The Kimberley WA
The Kimberley, found in the upper North West corner of Western Australia is one of Australia's favourite travel destinations; now see it from the eyes of our Editor Emma Ryan, as she experiences firsthand the wonders of this dream-time land.
It’s a destination most of us dream about, so when the Patriot Campers crew asked team CamperTrailer Australia to join them in the Kimberley, there was only one answer: abso-bloody-lutely!
The Kimberley. Those two words had long ignited my imagination, transporting me to the passenger’s seat of a helicopter swooping over rugged gorges, virgin coastline and life-giving waterfalls at sunset. I was the main character in my own high-budget tourism commercial, heart aflutter at the most remote and beautiful corner of this fair nation.
Of course, I’d never actually stepped foot in the area, so when Justin Montesalvo of Patriot Campers called to ask if I’d like to accompany his R&D convoy on a whirlwind tour of the East Kimberley, I fist pumped out the car window before calmly and professionally accepting the offer.
The day of departure finally arrived. I flew out of Melbourne at sparrow’s with my long term travel companion, CTA photographer Ellen Dewar — otherwise known as "Louise" to a handful of our work colleagues who have also dubbed me "Thelma".
We touched down in Alice Springs after flying over the pink salt lakes of the SA outback, collected our Prado Kakadu from TrueTrac Tyres, which had kindly taken delivery of the vehicle and fitted Cooper ST Maxx all terrains to it, and met up with Justin and his spectacularly bearded throng of brothers, friends, wives and children. The wives and children (who were beard-free, luckily) had also just flown in to meet the convoy of boys, which had been on the road for a week.
The boys’ itinerary thus far had delivered them to Alice from the Gold Coast via the Simpson, so our meeting place was a hand car wash where they each diligently chamoised red dust from every crevice of their respective Toyotas. The cars were positively gleaming, and would stay that way for at least two hours before the Tanami dissolved into dirt and corrugations — over a thousand kilometres’ worth, in fact.
It eventually spat us out at Halls Creek, and we were itching to get into the Kimberley and see something other than the flat, featureless landscape of the Tanami Desert. Aside from an atmospheric stop over at Wolfe Creek — where we arrived by night and I spooked myself so badly I made Ellen accompany me and my shovel when nature called — the Tanami offers little in the way of scenery. But it’s the quickest route from Central Australia to the Kimberley, so is commonly endured by foolhardy travellers such as us.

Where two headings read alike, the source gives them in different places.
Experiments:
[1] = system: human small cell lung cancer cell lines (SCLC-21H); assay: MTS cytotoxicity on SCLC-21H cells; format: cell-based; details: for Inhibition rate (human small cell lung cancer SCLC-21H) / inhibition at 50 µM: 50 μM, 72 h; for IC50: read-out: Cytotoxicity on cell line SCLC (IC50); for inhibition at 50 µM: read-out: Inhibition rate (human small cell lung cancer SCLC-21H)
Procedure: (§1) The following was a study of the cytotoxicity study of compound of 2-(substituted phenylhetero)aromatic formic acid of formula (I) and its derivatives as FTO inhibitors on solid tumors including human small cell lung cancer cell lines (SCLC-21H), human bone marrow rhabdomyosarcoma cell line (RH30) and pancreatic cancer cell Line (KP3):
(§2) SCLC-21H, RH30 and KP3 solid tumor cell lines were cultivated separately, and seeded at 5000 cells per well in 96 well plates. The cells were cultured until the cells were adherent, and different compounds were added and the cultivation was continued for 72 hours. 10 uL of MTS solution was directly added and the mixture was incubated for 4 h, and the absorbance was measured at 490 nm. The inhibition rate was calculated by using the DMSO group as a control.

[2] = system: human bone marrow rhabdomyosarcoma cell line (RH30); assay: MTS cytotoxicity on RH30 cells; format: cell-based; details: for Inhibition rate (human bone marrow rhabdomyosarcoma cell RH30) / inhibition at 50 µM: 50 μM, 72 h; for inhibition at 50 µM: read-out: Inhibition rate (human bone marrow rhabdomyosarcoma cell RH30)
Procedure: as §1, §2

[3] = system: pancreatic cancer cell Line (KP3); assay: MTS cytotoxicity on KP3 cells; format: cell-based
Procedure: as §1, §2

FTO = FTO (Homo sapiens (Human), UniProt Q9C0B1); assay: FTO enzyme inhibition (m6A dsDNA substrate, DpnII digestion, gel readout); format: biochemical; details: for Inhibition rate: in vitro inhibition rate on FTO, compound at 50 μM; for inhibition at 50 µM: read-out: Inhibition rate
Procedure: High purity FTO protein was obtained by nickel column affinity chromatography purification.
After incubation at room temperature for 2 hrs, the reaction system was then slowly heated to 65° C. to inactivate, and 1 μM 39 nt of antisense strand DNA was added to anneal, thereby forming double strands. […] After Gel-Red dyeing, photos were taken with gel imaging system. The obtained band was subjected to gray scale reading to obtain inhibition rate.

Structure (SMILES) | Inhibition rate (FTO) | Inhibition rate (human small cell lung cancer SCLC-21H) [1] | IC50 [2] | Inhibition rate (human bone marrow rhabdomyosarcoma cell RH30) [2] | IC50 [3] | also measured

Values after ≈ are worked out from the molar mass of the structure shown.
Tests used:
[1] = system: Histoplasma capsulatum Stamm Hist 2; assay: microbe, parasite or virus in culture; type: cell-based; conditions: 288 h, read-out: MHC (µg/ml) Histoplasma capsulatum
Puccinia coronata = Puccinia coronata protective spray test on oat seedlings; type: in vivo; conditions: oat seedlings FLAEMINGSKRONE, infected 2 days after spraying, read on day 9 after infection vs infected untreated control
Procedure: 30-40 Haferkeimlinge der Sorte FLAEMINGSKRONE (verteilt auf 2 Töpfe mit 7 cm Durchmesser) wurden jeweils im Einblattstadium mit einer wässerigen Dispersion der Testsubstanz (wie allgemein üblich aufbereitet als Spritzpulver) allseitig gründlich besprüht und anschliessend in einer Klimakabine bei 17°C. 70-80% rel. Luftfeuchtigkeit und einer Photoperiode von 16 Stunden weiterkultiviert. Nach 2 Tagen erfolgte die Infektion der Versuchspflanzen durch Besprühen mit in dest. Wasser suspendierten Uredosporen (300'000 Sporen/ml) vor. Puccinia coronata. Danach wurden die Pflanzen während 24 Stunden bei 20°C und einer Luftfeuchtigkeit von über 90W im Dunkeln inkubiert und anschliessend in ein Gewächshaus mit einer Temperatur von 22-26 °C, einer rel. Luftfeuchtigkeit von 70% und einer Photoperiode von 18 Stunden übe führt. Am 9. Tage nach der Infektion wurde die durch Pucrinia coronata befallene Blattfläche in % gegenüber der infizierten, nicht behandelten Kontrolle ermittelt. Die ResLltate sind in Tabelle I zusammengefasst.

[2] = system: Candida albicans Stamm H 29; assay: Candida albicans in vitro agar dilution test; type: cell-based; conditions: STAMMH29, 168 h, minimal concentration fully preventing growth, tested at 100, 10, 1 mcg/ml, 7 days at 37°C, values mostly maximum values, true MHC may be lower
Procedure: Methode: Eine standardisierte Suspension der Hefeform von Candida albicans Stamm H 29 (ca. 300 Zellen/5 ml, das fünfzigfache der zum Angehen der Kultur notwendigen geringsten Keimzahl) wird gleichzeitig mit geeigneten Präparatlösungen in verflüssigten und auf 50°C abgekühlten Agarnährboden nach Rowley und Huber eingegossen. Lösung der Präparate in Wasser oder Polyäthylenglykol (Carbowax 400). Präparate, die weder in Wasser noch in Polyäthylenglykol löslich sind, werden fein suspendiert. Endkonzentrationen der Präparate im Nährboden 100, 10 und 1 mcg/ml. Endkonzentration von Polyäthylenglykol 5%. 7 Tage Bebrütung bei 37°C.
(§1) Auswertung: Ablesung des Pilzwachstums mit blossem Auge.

Our first taste of the Kimberley proper was the magnificent Purnululu NP. It was late afternoon when we meandered through her rusted, ancient escarpments and rocky, spinifex-covered hills, the contrasting green and red colour scheme vibrant in the last of the day’s light.
The undulating road, with its numerous creek crossings and views to die for, was a treat, and took us probably four times as long as it should have on account of all the stops Ellen wanted to make for photographs. I was happy to be doing the driving while she snapped away, though, because this was one of the most stunning roads I’d ever driven on — not to mention fun!
A SPECTACULAR BEAUTY
The next day we headed to the southern reaches of the park, where one of Australia’s great outback icons awaited our arrival: the Bungle Bungles, the place so beautiful they named it twice. Like Wagga Wagga except, well, beautiful.And there they were, a swarm of giant beehives gathering in clusters across the vast landscape, the result of 20 million years’ worth of erosion. They owe their shape and striking orange and charcoal stripes to cyanobacteria — single cell organisms considered to be one of the oldest forms of life on earth — which comprise the charcoal layers that help stabilise the structures against the elements.
It’s all very picturesque, and certainly worth me carrying 15kg of Ellen’s photography gear on my back in the 35-degree heat for the hour-long walk into Cathedral Gorge, the most accessible of the many bushwalks on offer here. The walk into the heart of this particular apian cluster was stunning, the sandy cave and pool of water at the end the stuff that inspires fairy tales.
FAST FACTS ABOUT THE AREA:
- "Kurrajong" was our campsite of choice at Purnululu NP. It’s big and grassy, perfect for camper trailers, and is named after my home town (I assume). It’s $12 per person, per night, plus a $12 vehicle access permit. Visit parkstay.dpaw.wa.gov.au for more information.
- Drysdale River Station is located 360km from Kununurra and 470km from Derby, and is an excellent base for those wanting to visit Mitchell Falls (so basically everyone). There’s loads of space for camping on lovely grassy sites, hot showers, fuel and, best of all, a pub. Camping is $15 per person, per night, and they don’t take bookings.
- Honeymoon Bay is located 22km north of Kalumburu. Camping is $15 per person, per night, and dinner is free (if you bring a fishing rod). But swimming is off the cards, unless you intend to also serve up a free dinner to the resident saltwater croc that patrols the bay at dawn and dusk.
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